The pro-life organizations are asking the public to boycott all Pepsi drink products and encourage consumers to contact Pepsi management requesting that they sever all ties with Senomyx.

    For a list of Pepsi Beverages included in the boycott: http://pepsico.com/Brands/Pepsi_Cola-Brands.html

    Source: http://www.lifesitenews.com/news/pro-life-groups-call-for-pepsi-boycott-over-aborted-fetal-cell-lines/

  5. ajmacdonaldjr said, on November 17, 2011 at 10:43 pm

    Professor Peter Singer says babies are not people, or persons, until two years or age. What do you think professor? Doesn’t he have a good, philosophical point? Singer says they are not really self-aware until they are two years of age. Why are we arresting people who kill babies under two years of age for murder? What’s next? Cameras in the new parent’s homes?

    “Infants are sentient beings who are neither rational nor self-conscious. So if we turn to consider the infants in themselves, independently of the attitudes of their parents, since their species is not relevant to their moral status, the principles that govern the wrongness of killing non-human animals who are sentient but not rational or self-conscious must apply here too. As we saw, the most plausible arguments for attributing a right to life to a being apply only if there is some awareness of oneself as a being existing over time, or as a continuing mental self. Nor can respect for autonomy apply where there is no capacity for autonomy.” ~ Peter Singer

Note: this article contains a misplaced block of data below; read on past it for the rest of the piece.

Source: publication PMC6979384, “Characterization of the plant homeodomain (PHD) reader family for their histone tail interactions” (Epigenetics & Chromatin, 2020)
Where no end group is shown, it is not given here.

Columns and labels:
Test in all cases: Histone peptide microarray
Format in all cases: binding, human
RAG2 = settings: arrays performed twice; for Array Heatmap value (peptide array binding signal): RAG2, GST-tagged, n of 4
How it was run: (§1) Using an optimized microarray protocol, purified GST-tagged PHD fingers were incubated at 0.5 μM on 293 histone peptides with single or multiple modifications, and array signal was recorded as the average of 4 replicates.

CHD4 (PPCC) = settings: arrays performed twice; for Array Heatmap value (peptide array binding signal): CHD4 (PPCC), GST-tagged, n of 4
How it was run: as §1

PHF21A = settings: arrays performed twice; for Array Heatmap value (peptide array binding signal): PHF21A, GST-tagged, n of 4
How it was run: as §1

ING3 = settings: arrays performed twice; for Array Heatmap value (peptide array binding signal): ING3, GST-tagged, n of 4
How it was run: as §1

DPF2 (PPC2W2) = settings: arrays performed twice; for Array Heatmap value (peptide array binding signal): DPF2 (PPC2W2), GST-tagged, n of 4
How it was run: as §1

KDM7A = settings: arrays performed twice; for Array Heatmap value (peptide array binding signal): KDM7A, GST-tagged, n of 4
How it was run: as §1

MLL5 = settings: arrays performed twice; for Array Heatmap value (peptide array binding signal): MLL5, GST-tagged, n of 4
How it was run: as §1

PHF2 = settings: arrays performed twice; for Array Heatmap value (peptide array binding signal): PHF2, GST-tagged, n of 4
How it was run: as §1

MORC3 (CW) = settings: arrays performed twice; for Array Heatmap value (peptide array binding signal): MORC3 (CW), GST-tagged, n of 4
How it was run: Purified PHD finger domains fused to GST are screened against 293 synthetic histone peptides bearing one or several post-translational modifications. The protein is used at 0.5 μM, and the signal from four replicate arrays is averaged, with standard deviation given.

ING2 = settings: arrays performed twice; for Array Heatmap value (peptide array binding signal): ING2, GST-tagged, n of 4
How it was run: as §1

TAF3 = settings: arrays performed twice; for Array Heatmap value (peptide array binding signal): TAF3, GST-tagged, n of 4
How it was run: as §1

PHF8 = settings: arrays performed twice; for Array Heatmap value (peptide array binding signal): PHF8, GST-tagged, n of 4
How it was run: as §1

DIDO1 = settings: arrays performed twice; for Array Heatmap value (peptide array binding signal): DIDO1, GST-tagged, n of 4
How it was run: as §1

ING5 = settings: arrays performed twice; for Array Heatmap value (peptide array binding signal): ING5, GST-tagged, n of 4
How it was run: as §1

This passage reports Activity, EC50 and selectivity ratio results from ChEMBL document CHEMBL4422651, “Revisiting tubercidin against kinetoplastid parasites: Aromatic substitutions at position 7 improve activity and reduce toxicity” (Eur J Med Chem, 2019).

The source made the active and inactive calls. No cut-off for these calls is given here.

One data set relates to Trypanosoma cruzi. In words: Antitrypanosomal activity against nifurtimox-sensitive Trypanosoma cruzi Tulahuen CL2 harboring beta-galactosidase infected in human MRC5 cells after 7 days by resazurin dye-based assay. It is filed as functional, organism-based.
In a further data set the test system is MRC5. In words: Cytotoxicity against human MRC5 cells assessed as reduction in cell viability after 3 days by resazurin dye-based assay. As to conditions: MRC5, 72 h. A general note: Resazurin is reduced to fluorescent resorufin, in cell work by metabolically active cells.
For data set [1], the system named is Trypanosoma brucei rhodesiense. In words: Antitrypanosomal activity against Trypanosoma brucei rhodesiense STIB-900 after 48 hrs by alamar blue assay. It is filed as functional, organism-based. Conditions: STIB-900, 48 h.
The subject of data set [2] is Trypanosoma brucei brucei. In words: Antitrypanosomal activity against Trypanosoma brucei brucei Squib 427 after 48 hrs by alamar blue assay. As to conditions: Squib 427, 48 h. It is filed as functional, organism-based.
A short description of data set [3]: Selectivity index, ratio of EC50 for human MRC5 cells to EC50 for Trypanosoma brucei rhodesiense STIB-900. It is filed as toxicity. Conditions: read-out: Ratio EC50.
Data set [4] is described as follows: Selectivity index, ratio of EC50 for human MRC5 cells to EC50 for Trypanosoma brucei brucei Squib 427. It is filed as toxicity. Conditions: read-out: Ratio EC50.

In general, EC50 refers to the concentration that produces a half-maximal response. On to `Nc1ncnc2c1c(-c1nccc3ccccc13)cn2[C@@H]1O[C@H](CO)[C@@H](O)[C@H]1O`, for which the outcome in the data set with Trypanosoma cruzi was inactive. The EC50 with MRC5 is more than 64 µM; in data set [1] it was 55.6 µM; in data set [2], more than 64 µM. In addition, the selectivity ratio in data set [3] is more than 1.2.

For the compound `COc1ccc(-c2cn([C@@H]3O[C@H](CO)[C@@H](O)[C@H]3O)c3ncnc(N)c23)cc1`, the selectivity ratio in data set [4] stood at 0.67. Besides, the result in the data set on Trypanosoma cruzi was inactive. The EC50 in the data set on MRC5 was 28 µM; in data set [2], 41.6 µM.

Source: see: http://www.utilitarian.net/singer/by/1993—-.htm

    See: Mom murders 13 month-old: http://www.youtube.com/watch?v=K7BIUF395J4&feature=player_embedded

    • Michael LaBossiere said, on November 19, 2011 at 2:02 pm

      Singer is very good at saying things that will attract media attention. The mental abilities of a two year old do seem to enough to establish person hood. I’d be inclined to say that person hood predates birth.